IKEA: the final challenge

Walk through IKEA without descending into madness. It can’t be done.  IKEA is a live action Rorshach test, operating under the guise of a cheap Swedish furniture store.  

I went to IKEA in Stoughton, Massachusetts when I was jet-lagged from a trip to someplace far from Stoughton.  There were four in our party when we set off: Himself, myself, the Commodore, and a lesbian.  (This will be important later.)  At this moment in our lives, you would have been hard pressed to find four people who got along as famously as we.  I forget who wanted what, but don’t blame the jet lag for my memory loss.  IKEA’s floor plan is inspired by the River Lethe.  After we passed through the fourth circle of IKEA, we were prepared to abandon our god, our creed, and our sexuality.  We would have sold each other into sex slavery, or ordinary slavery, for that matter, if someone would lead us to the exit.  The lesbian announced her readiness to service a male employee in the manner of his choosing in exchange for a map marking all of the exits and gave a description of the joys concealed within her clothes.  The Commodore hinted darkly and loudly at the fascist subtext of IKEA’s aesthetic and the likely eugenical sympathies of its customers.  Himself threatened all who hindered his path, reserving the worst invectives for the smallest of the children.  I recall powerful feelings of nausea, hostility and panic.  I wanted to crawl into the Tarva bed and weep for a mercy that I knew I would be denied.  Miraculously, we all survived, but we were never the same people again.  When you pass the Sjrofruck bol thingey the third time, your party’s jovial references to Winnie-the-Pooh will be silenced, and your mind will open to you like a flower, exposing the deep primordial memory of that simpler age before you had a brain stem, when you were an oozy slime in the ocean and had yet to contemplate the long struggle to shore.  Good times.  (I do not propose that the candidates assemble the furniture.  I am not a monster.  That test we will reserve for Supreme Court nominees.  There is another test for those folks.  Boulders and hills are involved.)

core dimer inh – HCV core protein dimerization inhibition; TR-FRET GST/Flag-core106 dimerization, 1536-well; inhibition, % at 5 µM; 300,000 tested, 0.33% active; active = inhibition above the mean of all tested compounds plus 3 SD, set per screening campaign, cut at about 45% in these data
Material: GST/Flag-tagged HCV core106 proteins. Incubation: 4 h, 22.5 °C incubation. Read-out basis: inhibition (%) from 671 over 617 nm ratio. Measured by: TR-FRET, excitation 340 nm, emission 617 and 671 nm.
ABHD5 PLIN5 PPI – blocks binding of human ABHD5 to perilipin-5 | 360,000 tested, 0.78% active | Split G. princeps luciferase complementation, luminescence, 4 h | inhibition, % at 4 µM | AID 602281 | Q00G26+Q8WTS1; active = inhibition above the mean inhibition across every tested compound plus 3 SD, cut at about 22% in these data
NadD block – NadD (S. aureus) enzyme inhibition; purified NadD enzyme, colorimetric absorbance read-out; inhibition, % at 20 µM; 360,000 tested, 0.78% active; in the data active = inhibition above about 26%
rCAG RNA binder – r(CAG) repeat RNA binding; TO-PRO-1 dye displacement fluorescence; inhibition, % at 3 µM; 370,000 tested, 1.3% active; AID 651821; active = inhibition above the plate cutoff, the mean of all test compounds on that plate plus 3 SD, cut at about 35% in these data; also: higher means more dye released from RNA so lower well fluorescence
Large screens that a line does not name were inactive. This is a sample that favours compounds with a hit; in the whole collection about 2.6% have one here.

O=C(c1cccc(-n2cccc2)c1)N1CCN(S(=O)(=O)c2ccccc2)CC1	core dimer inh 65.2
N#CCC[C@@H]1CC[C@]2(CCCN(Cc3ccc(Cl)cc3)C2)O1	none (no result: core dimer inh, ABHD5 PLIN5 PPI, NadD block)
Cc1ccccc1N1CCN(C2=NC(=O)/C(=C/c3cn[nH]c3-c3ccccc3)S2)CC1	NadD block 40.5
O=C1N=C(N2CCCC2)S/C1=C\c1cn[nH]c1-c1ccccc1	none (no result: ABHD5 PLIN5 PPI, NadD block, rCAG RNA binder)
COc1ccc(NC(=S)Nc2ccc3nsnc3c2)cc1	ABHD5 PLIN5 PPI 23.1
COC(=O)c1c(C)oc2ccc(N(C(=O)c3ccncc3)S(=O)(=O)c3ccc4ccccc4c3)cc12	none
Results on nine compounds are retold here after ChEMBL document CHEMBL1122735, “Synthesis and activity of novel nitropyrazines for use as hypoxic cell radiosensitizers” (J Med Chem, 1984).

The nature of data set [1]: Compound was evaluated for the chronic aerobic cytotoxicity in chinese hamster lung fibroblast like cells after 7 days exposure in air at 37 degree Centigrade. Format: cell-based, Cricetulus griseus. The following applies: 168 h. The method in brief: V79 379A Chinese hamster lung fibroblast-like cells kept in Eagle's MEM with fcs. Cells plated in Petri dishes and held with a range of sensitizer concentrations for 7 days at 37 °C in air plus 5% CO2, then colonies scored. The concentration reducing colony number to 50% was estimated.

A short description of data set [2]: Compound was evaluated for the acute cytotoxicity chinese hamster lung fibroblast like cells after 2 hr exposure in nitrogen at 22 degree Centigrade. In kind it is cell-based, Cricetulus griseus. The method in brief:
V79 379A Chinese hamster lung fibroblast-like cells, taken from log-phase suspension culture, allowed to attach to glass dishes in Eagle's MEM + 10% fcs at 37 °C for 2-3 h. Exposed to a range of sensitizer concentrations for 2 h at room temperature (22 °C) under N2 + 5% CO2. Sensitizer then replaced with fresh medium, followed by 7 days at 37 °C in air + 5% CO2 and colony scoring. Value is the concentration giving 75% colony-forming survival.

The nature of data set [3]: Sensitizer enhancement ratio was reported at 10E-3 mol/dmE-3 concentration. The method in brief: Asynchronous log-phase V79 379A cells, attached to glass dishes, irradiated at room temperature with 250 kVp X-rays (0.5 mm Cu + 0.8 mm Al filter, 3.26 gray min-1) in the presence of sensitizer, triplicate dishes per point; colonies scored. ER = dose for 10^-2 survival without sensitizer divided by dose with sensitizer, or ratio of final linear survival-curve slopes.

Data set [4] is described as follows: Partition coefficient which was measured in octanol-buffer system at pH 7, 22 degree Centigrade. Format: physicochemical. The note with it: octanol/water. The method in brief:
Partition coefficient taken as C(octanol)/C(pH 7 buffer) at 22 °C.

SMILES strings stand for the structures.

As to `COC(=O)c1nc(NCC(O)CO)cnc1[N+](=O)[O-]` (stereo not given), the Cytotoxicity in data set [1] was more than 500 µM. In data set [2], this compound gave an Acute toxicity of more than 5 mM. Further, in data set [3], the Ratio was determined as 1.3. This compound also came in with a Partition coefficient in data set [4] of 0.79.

This challenge will show us how the candidate responds to sanity corroding stress and if he can keep his head when all about him are losing theirs and blaming it on him, etc.  Candidly, I would not perform well in these scenarios, but I don’t want to command the Joint Chiefs of Staff.  

No doubt you question my sincerity.  The Office of President of the United States deserves more respect, you say. Measuring the candidate’s qualifications with bar sports and trips to hardware stores is glib, you say. The debates are glib, sez I.  What do you learn about a candidate during a town hall meeting of select participants and screened questions?  What do you learn from watching two waxen figures on a split screen?  They don’t take the debates seriously, so why should we?

Maybe we need to rename this whole enterprise.  Instead of the Presidential Debate, let’s call it the Presidential Audition.  You don’t get to choose your script; we give you the script and then you dance for us.  Do you want this part?  You are going to have to jump through a hoop or two to get it.  Before we give it to you, we need to know: Are you Guildenstern, Hamlet or Prince Hal?  

Life is a cabaret, Old Chum.